Terry and I planned to go out Sunday afternoon to watch a football game at a bar. Before we did we went to visit Mary Hill at her mothers home in Winter Park. I had not gone to the reception after Margaret Hills funeral. Instead I rushed home and started to write. This was the first time Terry had visited Mary at her mom's house. When we arrived Mary offered us drinks and sandwiches. Mary's neighbor Phyllis Miller was there and she used a portable grill she had bought from home to toast our sandwiches so they were nice and crunchy like Panini's. This was the first time Terry really had time to get to know Mary and they really hit it off. Mary's friend Elizabeth Cohen showed up soon afterward. Terry and Elizabeth had many things in common for instance they had both lived in Israel for a while so they were like two peas in a pod.
After Phyllis left, Elizabeth and Mary started a sandwich production line. Elizabeth smeared on some mayo and then Mary put on cold cuts and cheese. Mary had so many leftovers from the funeral that she wanted to make sandwiches and hand them out at Lake Eola, in her mother's memory. I warned Mary that there was a law on the books that said no one could feed more than 25 people in a public park in Orlando. In all they made 22 sandwiches. Terry was touched by this generosity and at first she wanted to go to Lake Eola to help hand out the sandwiches. Then Elizabeth got a call and realized that she had totally forgotten about a social engagement she had made. After Elizabeth left, Terry decided we should go with our original plan and we soon left to see a playoff football game downtown at Wild Side. Mary packed all the sandwiches into a fabric reusable grocery bag.
After Terry and I left for the bar Mary headed down to Lake Eola. The bar was really crowded but we muscled our way into a room with a large wide screen TV. I can't really relate the details of the game because quite honestly I wasn't paying much attention. I do believe the Packers won because I like the bright colors on their uniform and there was plenty of cheering whenever the bright green jerseys ran into the end zone. It was towards the end of the game that I got a text from Mary saying she had finished handing out the sandwiches.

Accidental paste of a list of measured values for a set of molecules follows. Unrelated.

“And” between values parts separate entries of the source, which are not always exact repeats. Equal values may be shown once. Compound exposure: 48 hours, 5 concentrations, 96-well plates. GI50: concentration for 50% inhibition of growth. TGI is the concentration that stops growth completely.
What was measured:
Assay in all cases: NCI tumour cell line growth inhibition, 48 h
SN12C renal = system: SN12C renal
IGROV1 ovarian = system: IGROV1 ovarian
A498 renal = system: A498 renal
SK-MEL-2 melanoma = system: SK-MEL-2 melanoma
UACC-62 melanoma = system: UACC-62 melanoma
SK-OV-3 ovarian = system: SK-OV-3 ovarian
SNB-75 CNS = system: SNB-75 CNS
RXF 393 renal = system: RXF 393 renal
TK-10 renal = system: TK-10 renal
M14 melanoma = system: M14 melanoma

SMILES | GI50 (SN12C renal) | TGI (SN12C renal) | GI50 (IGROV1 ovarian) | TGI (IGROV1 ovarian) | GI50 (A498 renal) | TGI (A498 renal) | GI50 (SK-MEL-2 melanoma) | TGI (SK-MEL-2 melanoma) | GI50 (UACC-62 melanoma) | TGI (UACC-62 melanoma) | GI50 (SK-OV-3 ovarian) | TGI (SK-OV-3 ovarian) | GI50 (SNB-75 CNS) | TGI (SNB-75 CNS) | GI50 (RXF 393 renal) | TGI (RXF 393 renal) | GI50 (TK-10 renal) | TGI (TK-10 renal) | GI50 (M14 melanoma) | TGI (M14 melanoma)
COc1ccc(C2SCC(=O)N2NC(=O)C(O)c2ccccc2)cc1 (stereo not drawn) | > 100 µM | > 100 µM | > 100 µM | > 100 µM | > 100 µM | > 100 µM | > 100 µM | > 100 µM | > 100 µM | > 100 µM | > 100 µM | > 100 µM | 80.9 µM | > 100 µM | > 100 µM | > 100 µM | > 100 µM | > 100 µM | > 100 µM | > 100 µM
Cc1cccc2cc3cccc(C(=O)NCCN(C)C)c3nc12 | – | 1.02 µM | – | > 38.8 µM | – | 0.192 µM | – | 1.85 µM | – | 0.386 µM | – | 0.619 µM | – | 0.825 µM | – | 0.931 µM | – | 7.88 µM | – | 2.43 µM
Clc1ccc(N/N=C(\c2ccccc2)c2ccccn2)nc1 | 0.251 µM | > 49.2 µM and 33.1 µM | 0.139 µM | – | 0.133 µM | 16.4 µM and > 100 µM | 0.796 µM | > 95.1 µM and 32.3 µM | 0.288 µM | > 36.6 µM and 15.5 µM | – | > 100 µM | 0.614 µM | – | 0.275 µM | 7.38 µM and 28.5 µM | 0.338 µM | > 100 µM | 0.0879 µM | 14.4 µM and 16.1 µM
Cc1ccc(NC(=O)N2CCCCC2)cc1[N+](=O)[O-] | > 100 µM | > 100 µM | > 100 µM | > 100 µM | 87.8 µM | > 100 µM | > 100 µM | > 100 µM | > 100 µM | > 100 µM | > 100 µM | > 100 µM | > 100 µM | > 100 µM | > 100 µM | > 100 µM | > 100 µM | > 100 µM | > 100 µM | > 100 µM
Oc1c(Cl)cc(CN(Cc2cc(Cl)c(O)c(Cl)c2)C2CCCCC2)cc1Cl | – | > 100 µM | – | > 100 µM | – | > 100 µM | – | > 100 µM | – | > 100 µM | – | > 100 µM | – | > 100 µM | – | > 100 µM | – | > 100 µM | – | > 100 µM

Later I learned from Mary that this simple act of generosity was moving on so many levels. Everyone she approached was honesty thankful. One woman related that it was impossible to find food on a Sunday. She approached one group of 3 men and had two sandwiches in her hands. Two of the men stood side by side and the third was a few steps further down the trail. When Mary asked if they would like some sandwiches the first two men of course accepted her offering. The third had trouble walking and he hobbled closer. The man standing closest to Mary looked at his sandwich and then at the man hobbling closer to him. He paused and thought to himself before he decided to give the struggling man his sandwich. He looked down afterwards certain he must have made a mistake since he might have to go hungry that night. After a moments pause the man finally looked up at Mary. Luckily she had another sandwich in her bag and he was truly grateful. Mary was moved close to tears by his act of selfless giving on his part.
Mary had not had the chance to relate to anyone why she was handing out sandwiches at Lake Eola. When she handed out the last sandwich in her bag, the man thanked her saying, "You must be an angel, I was just standing here thinking to myself that I was an idiot for missing the food line earlier today and I would have to go hungry tonight. Then here you are handing me a sandwich!" He asked why she was here alone handing out sandwiches and she was able to relate her story of the leftovers after her mothers funeral. She said her mother was a generous person and she was giving away the sandwiches in her honor. The man said, "Your mother is still teaching you lessons isn't she?" "Yes, she certainly is and I'm sure she will for many years to come." Mary said.